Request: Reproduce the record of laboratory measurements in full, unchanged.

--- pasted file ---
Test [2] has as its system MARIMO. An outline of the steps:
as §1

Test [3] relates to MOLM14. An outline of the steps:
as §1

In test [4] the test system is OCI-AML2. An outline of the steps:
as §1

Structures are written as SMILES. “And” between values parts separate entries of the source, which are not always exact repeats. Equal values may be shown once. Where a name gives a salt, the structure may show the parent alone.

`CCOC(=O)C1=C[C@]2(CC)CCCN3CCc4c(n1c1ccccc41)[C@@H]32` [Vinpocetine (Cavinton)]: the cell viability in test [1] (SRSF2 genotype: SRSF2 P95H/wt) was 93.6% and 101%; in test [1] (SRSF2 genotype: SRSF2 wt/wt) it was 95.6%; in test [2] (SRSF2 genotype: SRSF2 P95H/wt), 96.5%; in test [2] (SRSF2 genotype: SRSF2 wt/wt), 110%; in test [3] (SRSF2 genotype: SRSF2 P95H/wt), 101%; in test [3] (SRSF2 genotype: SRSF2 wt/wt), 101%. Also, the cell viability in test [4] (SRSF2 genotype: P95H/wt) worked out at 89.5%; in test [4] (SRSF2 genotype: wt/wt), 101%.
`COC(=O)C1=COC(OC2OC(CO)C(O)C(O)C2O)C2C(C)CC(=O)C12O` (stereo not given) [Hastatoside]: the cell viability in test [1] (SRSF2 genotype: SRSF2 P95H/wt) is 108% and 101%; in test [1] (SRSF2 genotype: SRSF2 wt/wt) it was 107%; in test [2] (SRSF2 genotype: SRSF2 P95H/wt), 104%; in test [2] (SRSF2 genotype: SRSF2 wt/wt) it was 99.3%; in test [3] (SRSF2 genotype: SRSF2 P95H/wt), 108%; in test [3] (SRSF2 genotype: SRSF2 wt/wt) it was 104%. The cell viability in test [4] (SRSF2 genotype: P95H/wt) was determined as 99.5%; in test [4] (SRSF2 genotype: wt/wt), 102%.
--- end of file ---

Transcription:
Test [2] has as its system MARIMO. An outline of the steps:
as §1

Test [3] relates to MOLM14. An outline of the steps:
as §1

In test [4] the test system is OCI-AML2. An outline of the steps:
as §1

Structures are written as SMILES. “And” between values parts separate entries of the source, which are not always exact repeats. Equal values may be shown once. Where a name gives a salt, the structure may show the parent alone.

`CCOC(=O)C1=C[C@]2(CC)CCCN3CCc4c(n1c1ccccc41)[C@@H]32` [Vinpocetine (Cavinton)]: the cell viability in test [1] (SRSF2 genotype: SRSF2 P95H/wt) was 93.6% and 101%; in test [1] (SRSF2 genotype: SRSF2 wt/wt) it was 95.6%; in test [2] (SRSF2 genotype: SRSF2 P95H/wt), 96.5%; in test [2] (SRSF2 genotype: SRSF2 wt/wt), 110%; in test [3] (SRSF2 genotype: SRSF2 P95H/wt), 101%; in test [3] (SRSF2 genotype: SRSF2 wt/wt), 101%. Also, the cell viability in test [4] (SRSF2 genotype: P95H/wt) worked out at 89.5%; in test [4] (SRSF2 genotype: wt/wt), 101%.
`COC(=O)C1=COC(OC2OC(CO)C(O)C(O)C2O)C2C(C)CC(=O)C12O` (stereo not given) [Hastatoside]: the cell viability in test [1] (SRSF2 genotype: SRSF2 P95H/wt) is 108% and 101%; in test [1] (SRSF2 genotype: SRSF2 wt/wt) it was 107%; in test [2] (SRSF2 genotype: SRSF2 P95H/wt), 104%; in test [2] (SRSF2 genotype: SRSF2 wt/wt) it was 99.3%; in test [3] (SRSF2 genotype: SRSF2 P95H/wt), 108%; in test [3] (SRSF2 genotype: SRSF2 wt/wt) it was 104%. The cell viability in test [4] (SRSF2 genotype: P95H/wt) was determined as 99.5%; in test [4] (SRSF2 genotype: wt/wt), 102%.